January 9, 2018
December 29, 2017
Our prep work at the site of the future Caterpillar Tucson Mining Center recently revealed buried treasure.
The team was excavating and removing trash about 20 feet deep when Project Superintendent Aaron Bond noticed paper blowing around on the ground outside the work area. He took a closer look and saw the Sundt logo. To his surprise, it was an employee check stub dated 1943.
“We looked around a little bit and found about 15 additional check stubs,” Aaron said. “The checks still had the ‘Safety First’ motto printed at the top.”
Some of the check stubs were for workers who were born in the late 1800s. We have performed work in the Tucson region for almost 90 years.
“It certainly gives a tangible reminder to our longevity working in Southern Arizona,” said Regional Vice President Ian McDowell.
While these checks from the 1940s were for small amounts, craft professionals these days make careers out of their work. For more on a job with Sundt, please visit our website.
November 17, 2017
Sundt Field Superintendent Andres Herrera.
Andres and his wife, Silvia, moved to Tucson in 2011 from Phoenix. He worked in Sierra Vista, Arizona on the Fort Huachuca Barracks shortly before joining the team in Tucson and briefly working on the Las Cruces High School project overseeing demolition work to prepare for the second phase.
He earned his bachelor’s degree in construction management from the Del E. Webb School of Construction at Arizona State University with a minor in business from the W.P. Carey School of Business. Andres and Sylvia have three children.
What does a Field Superintendent do?
A Field Superintendent assists the Project Superintendent with managing the field activities associated with the construction of the project, developing and maintaining the project schedule and coordinating inspections to assure the execution of a safe and quality project that is delivered on time and on budget.
What’s your favorite project you’ve worked on while with the company?
My favorite would have to be construction of the 13-acre Northwest Fire Training Facility campus for several reasons. One being it was the project that relocated me from Phoenix to Tucson and although I bleed maroon and gold, I enjoy living in Tucson more than Phoenix. Also, like many kids, when I was younger, I wanted to become a firefighter and this project allowed me the opportunity to not only drive a fire truck and go through the training obstacle course while wearing the full turnout gear but also enter the live fire burn building we constructed. It was an experience I will never forget. I developed a greater respect for the men and women who fight fires, especially during the hot summer months.
Who has had the biggest positive impact on your career?
My close friend and mentor Josh Geis whom I worked with at the Northwest Fire Training Facility gave me the inspiration to become a superintendent.
Have any hobbies?
My 1-year-old son keeps me busy chasing him around! I definitely enjoy spending time with my family and running/hiking with my wife.
Dog person or cat person?
Growing up as a child, I had a German Shepherd as well as a Rottweiler. Now with a family of my own and being outnumbered by my wife and two daughters, we have a poodle. I would definitely say I am a dog person.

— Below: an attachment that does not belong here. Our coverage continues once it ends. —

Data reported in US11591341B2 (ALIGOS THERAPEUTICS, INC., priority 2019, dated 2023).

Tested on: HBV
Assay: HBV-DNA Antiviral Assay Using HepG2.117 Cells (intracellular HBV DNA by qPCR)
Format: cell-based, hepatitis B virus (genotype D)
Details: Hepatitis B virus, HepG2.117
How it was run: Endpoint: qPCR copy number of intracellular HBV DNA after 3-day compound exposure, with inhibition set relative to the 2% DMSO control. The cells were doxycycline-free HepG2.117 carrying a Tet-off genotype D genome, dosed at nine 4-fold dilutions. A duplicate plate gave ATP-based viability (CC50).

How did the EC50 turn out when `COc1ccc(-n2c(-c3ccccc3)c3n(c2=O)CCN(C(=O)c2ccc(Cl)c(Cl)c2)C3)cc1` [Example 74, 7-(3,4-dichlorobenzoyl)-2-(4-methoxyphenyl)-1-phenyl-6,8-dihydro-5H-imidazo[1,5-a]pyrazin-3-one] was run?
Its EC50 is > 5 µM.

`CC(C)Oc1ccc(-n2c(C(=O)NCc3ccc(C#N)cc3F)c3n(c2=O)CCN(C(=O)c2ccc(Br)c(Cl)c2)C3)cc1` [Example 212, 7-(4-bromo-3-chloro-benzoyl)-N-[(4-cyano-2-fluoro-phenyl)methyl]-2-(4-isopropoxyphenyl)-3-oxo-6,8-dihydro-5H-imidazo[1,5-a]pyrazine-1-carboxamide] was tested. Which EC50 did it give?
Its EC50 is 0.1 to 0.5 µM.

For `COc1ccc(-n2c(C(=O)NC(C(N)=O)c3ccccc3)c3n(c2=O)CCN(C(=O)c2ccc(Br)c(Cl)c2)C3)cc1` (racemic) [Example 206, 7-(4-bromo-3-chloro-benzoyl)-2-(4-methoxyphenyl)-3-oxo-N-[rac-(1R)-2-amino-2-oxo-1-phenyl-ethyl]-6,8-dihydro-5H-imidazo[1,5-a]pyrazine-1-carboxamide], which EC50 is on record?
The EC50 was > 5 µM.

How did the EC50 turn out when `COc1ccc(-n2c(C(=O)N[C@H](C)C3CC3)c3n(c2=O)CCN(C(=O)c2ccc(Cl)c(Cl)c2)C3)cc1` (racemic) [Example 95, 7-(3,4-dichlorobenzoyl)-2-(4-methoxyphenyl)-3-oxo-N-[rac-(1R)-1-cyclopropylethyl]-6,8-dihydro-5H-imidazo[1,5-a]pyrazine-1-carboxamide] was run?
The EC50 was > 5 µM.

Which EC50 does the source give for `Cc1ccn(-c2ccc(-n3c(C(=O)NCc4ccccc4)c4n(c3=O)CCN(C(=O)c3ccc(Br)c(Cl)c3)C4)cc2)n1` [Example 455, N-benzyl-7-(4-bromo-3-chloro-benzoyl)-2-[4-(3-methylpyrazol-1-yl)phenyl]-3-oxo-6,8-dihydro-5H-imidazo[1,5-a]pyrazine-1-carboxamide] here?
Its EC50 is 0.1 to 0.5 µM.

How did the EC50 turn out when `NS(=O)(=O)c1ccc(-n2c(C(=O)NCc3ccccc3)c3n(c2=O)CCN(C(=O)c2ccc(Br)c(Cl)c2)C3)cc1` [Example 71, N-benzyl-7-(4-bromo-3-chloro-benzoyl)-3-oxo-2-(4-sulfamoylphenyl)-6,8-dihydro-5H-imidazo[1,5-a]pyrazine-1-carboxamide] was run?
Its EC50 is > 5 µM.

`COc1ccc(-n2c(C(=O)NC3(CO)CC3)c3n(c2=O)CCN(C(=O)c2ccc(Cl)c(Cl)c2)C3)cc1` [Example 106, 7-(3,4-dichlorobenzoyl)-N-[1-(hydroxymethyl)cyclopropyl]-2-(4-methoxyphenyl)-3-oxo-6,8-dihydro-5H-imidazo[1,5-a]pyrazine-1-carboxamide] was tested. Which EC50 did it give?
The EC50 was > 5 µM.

November 13, 2017
Sundt Vice President and Regional Director Ian McDowell.
Sundt Vice President and Regional Director Ian McDowell, who runs our Tucson office, has served many roles in preconstruction and operations during his 22-year career with the company. He has been involved in projects across the country ranging from $100,000 to more than $300 million.
In addition to his work duties, Ian has also worked extensively in the construction industry, serving in leadership roles for the Arizona Builders’ Alliance, American Subcontractors Association and the Associated General Contractors of America.
He earned his undergraduate degree in Civil Engineering from New Mexico State University and his MBA from the Eller College of Management at the University of Arizona.
How did you get involved in the construction industry?
When I was getting close to graduating with my Civil Engineering degree, I was contemplating my career path. A family friend referred me to Sundt. I had several offers, but the one that appealed to me the most was Sundt’s. I liked the idea of getting to work outdoors, and that I could be a part of changing the skyline in various cities during my career. My grandfather also worked as a bridge builder, and my father worked for him in the summers, so you can say that construction is in my genes.
The idea of an Employee Stock Ownership Plan, while abstract, also appealed. I honestly underestimated the importance of the ESOP when I signed on. Now, when I am visiting colleges, mentoring students or teaching classes, one of the messages I deliver is how impactful an ESOP program can be.
What was your reaction when you found out you would be running Sundt’s Tucson office?
I cannot overstate how excited I was. I was ready for a change at Sundt and this was a great opportunity. My parents live in Tucson, my wife’s mother lives in Tucson. My kids were even born here. The company also has a tremendous history in town. Sundt moved to Tucson when the population was 32,000. To put that in perspective, the undergraduate enrollment at the University of Arizona is currently 34,000. It is a lot of responsibility to live up to that legacy, walking in the shoes of a lot of people I admired over the years who are tremendously respected in the community.